Is Sitting Still Slowly Killing Us?

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This is the one piece of bad news you shouldn’t sit down for: Sitting for hours on end, every day, is bad for your health. Sitting at work is bad for you. Sitting after work is bad for you. Sitting is the new smoking, except that the furniture lobby probably isn’t as powerful as the tobacco one.According to Harvard Health Publications, too much sitting has been linked to everything from osteoporosis to heart disease to diabetes .

So if you feel like you’re wasting away in your chair all day, you probably are. It might be time to invest in a standing desk or make time for periodic walking breaks. A lot of research has appeared in the last few years as a testament to all that is unholy about our love of office chairs, La-Z Boys, couches and cushions. What’s worse: Even a healthy amount of exercise can’t save you.

If you work in an office setting, sitting is hard to avoid, unless you’re an early adopter of the treadmill desk. You might laze around the house on your days off, but one study found that people spend more time sitting–and do less standing or walking–on work days compared to their leisure days. You may have lost track of all of the ways that your office job can turn deadly. So as I sit hunched over in my rolling chair in a position that screams “live fast, die young,” let’s talk about what kind of damage all we, the over-sitters, are in for.

Here are 11 health issues linked to excessive sitting:https://i.insider.com/57855b5788e4a7dd488b6c1d":{"contentType":"image/png","aspectRatioW":2,"aspectRatioH":1}}” />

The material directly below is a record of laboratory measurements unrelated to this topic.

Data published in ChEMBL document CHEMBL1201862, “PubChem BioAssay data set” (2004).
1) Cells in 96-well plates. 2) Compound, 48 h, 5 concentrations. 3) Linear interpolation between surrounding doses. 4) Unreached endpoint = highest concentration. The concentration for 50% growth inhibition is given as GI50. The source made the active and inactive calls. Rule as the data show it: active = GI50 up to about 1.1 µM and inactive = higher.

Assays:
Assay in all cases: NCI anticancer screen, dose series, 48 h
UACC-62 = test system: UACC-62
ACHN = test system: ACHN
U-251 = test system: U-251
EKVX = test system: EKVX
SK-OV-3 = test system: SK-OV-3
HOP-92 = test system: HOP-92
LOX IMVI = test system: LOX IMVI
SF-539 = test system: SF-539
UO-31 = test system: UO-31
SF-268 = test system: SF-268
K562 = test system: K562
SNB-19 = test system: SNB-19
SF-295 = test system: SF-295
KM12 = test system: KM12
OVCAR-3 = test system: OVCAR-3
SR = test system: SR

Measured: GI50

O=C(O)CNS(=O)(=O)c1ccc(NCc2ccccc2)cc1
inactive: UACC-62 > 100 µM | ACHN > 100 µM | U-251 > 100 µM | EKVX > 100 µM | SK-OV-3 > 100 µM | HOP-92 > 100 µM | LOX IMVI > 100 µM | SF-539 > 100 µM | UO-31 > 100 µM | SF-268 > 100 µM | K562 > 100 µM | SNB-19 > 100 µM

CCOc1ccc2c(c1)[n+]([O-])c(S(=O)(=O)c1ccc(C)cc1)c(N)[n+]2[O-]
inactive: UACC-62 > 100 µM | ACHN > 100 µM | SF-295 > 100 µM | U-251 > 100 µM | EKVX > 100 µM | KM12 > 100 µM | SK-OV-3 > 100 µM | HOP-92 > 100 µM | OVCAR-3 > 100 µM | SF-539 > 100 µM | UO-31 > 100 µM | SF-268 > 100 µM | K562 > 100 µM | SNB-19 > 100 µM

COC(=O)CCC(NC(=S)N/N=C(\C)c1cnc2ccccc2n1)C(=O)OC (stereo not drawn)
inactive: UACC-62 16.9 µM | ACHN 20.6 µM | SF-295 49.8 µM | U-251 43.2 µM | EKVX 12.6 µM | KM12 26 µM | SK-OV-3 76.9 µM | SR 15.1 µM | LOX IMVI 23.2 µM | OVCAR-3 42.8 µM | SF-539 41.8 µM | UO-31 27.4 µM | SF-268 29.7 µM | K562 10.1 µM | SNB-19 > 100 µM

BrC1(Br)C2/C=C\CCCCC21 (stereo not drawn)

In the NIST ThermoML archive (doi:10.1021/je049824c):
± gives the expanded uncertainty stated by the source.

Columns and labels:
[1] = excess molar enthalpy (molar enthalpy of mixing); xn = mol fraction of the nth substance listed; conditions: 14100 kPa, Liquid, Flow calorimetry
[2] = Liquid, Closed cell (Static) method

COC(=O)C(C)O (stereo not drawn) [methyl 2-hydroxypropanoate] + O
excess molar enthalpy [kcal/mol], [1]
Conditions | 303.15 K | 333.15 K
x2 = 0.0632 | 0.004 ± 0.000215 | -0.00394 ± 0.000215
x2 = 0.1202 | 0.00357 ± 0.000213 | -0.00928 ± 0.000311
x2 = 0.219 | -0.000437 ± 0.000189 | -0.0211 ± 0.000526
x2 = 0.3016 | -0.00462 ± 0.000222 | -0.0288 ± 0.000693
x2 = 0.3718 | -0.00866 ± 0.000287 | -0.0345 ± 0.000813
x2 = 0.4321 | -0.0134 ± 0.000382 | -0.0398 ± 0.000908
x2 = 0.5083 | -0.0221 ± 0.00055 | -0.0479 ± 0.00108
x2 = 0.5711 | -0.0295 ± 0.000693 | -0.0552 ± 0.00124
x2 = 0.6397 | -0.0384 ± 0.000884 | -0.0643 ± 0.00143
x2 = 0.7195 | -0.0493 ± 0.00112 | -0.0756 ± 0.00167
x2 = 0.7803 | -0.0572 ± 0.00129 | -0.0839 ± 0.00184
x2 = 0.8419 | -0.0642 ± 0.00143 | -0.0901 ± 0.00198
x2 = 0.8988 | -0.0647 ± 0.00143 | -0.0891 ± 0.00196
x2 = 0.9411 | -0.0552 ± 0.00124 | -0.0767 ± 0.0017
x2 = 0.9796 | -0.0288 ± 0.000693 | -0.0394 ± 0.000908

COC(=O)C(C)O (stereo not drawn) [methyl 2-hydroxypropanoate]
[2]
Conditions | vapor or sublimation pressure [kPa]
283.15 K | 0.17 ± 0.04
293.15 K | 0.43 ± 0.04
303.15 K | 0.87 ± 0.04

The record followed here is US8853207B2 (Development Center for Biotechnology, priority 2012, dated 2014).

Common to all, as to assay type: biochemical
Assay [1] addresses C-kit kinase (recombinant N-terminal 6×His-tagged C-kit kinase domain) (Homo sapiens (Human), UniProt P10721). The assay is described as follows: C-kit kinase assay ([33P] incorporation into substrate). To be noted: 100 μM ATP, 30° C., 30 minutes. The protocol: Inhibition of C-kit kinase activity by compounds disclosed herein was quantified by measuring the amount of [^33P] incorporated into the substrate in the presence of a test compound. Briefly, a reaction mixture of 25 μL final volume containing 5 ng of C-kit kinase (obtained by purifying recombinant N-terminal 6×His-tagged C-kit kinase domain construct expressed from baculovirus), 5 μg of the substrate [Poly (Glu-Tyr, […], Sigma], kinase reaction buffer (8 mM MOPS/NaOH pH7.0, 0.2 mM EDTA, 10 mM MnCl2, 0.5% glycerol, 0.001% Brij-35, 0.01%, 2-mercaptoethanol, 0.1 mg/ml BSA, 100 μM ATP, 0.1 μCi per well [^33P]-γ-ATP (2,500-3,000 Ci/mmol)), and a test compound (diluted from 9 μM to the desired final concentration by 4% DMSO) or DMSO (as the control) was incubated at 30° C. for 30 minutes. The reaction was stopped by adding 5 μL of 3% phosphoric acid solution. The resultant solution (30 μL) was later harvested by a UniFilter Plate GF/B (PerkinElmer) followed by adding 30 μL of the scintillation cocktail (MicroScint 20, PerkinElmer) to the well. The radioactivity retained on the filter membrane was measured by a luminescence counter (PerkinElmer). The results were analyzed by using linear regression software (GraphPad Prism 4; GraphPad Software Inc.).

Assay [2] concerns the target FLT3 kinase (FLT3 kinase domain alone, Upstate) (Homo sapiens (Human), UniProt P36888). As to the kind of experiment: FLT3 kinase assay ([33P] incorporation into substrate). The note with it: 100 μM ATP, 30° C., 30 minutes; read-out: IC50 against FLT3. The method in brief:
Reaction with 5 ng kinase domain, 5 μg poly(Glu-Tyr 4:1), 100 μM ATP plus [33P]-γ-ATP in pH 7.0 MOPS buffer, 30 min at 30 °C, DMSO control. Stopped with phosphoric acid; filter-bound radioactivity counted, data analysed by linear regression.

Leg problems

The Daily Mail noted that a study published in the British Medical Journal found that excessive sitting causes blood to pool in your legs, leading to dangerous blood clots.

Insulin spikes

University of Colorado at Denver human physiologist Audrey Bergouignan explained that sitting too much can mess with your insulin production, reports the Washington Post. This can put you at greater risk for diabetes. Double whammy: Sitting could be bad for your mind, too. An April 2012 study in the Annals of Behavioral Medicine analyzed the association between sedentary behavior and mental well-being using Well@Work, a workplace health promotion project in the UK.

According to self-reported survey data from almost 3,500 people of non-occupational sitting time — watching TV, using a computer, driving, etc. — sitting time outside of work was negatively associated with mental health for women. Again, men got off comparatively easy — only sitting time at the computer negatively impacted their mental well-being.

Slowed brain function

Newcastle University professor of movement and metabolism Mike Trenell told the Daily Mail that without movement, muscles pump less fresh blood and oxygen through your brain. By reducing “excessive sitting” to less than three hours a day, the U.S. life expectancy could increase by two years, according to a July 2012 study in BMJ Open. Reducing TV time to less than two hours a day would bump it up by 1.4 years.

(By comparison, smoking knocks off 2.5 years of life expectancy for men and 1.8 years for women.) The study estimated that the average adult spends 55 percent of his or her day doing something sedentary, but also notes that even high levels of self-reported sitting could be conservative. It’s not easy to remember all the time you’ve spent sitting during the day, since it’s not necessarily a domain-specific behavior like watching TV.

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Weak bones